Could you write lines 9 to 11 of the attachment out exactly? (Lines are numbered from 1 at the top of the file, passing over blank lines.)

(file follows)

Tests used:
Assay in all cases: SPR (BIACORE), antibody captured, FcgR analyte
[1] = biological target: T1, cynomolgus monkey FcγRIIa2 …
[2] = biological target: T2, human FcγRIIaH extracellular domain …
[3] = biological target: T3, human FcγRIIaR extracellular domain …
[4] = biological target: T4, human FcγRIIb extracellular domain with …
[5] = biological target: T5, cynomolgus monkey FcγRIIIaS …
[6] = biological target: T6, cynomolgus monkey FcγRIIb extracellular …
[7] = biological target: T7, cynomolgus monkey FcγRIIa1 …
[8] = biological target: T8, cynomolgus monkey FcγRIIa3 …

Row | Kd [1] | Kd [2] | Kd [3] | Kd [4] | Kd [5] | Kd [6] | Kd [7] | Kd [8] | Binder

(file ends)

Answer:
[7] = biological target: T7, cynomolgus monkey FcγRIIa1 …
[8] = biological target: T8, cynomolgus monkey FcγRIIa3 …

Row | Kd [1] | Kd [2] | Kd [3] | Kd [4] | Kd [5] | Kd [6] | Kd [7] | Kd [8] | Binder